A typical HIP cycle for a hotloading coldwall HIP unit is as follows

1. The powder-filled compacts would be placed on fixturing designed to hold the load at elevated temperatures. Some compacts can be self-fixtured by attaching a lifting device to the container.

2. The compacts and fixtures are placed into a furnace and heated to the desired temperature at a controlled rate or progress through a series of preheat and high-temperature furnaces to a hold point. Because the thermal conductivity of loose powder is much less than that of fully dense material, long hold times are necessary to ensure the entire cross section of the largest compact in the load is thoroughly heated and ready for HIP.

3. Once heated, the compacts and fixture are lifted from the furnace and placed into the pressurizing vessel. The load may be protected with insulating material during the transfer to prevent cooling prior to placement in the HIP unit.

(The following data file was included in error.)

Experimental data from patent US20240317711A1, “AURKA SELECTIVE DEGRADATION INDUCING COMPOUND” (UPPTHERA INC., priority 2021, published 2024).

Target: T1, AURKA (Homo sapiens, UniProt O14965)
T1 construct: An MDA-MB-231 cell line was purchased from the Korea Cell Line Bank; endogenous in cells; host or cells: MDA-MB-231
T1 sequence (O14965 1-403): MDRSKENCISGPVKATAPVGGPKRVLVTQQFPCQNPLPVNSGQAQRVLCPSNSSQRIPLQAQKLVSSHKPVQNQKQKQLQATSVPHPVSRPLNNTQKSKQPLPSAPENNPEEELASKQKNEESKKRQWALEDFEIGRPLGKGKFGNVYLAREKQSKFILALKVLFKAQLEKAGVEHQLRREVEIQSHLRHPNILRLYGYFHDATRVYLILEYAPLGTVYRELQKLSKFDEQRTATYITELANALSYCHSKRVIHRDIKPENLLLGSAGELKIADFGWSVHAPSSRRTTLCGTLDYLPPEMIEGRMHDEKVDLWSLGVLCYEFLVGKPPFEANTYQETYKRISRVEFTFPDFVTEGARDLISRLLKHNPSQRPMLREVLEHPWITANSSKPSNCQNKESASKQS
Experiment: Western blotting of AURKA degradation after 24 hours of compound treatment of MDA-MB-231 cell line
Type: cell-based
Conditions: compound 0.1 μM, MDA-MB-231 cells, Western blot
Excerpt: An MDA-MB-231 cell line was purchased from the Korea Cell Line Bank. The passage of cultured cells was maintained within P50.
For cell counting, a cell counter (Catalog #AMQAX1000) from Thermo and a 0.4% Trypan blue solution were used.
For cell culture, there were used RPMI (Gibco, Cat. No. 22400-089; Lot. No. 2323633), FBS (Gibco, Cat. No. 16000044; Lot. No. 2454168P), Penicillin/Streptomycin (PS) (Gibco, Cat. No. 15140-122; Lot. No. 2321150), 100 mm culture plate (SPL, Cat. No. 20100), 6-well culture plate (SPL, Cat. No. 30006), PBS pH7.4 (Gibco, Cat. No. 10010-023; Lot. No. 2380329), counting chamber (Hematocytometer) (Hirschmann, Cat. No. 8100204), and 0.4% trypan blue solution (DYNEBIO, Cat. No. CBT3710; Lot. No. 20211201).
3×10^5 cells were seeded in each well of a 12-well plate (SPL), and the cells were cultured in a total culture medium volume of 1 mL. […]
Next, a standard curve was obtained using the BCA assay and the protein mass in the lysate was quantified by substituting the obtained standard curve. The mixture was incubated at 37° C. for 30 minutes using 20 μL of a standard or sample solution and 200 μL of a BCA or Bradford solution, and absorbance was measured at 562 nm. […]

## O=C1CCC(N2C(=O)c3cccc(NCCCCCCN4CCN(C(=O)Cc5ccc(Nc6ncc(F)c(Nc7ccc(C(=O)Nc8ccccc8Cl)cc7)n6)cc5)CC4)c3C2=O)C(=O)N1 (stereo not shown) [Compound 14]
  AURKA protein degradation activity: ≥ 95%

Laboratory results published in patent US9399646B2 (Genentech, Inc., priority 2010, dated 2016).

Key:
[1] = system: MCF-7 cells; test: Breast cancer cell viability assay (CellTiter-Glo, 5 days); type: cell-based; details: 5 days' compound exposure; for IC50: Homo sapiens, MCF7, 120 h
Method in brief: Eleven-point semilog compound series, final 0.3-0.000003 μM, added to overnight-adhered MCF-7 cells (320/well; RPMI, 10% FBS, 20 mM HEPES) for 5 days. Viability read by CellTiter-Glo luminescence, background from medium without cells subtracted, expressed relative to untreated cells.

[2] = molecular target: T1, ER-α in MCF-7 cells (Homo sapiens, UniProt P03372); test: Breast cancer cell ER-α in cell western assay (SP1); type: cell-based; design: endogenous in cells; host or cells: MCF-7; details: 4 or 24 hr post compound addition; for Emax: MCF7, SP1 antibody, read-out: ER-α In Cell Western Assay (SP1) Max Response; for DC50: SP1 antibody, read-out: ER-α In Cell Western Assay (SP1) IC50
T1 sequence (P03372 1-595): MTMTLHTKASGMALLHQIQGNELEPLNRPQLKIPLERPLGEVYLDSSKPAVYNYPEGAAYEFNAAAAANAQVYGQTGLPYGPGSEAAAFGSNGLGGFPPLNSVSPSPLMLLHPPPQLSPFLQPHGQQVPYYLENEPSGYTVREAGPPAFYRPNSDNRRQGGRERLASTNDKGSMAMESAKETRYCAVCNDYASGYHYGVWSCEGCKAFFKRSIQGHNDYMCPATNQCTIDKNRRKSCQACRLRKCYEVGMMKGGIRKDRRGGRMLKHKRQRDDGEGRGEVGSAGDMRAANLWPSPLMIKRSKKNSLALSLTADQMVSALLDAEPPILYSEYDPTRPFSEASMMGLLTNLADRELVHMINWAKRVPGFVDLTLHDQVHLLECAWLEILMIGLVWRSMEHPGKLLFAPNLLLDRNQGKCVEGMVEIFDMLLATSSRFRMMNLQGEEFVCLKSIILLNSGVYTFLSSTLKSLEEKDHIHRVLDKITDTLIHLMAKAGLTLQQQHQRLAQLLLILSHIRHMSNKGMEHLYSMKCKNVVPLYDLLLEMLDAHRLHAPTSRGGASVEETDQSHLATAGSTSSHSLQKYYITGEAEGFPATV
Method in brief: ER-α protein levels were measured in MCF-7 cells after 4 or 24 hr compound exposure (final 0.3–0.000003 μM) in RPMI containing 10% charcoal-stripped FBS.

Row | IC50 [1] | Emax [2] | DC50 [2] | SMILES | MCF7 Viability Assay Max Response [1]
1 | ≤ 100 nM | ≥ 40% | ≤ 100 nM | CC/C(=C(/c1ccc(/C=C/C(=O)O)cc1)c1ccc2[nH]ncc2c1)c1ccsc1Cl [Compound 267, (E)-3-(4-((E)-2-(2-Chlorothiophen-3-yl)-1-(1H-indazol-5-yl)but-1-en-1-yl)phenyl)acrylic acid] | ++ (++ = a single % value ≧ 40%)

4. The lid is placed on the vessel and sealed.

5. A pressure valve is opened, and gas at high pressure is released from a reservoir into the densifying chamber until there is equalization in both tanks. The vessel is held at these conditions for a set period of time, which is usually short, and thus lends itself to high production rates.

6. The gas is pumped from the densification chamber back into the storage reservoir, and the connecting valve is closed.

7. The lid is removed from the HIP chamber, and the load is removed.

8. The load is cooled to room temperature either in air or in another chamber (e.g., a furnace) at a predetermined rate to protect the parts from undesirable reactions or microstructural phase transformations.

0 0

Post a comment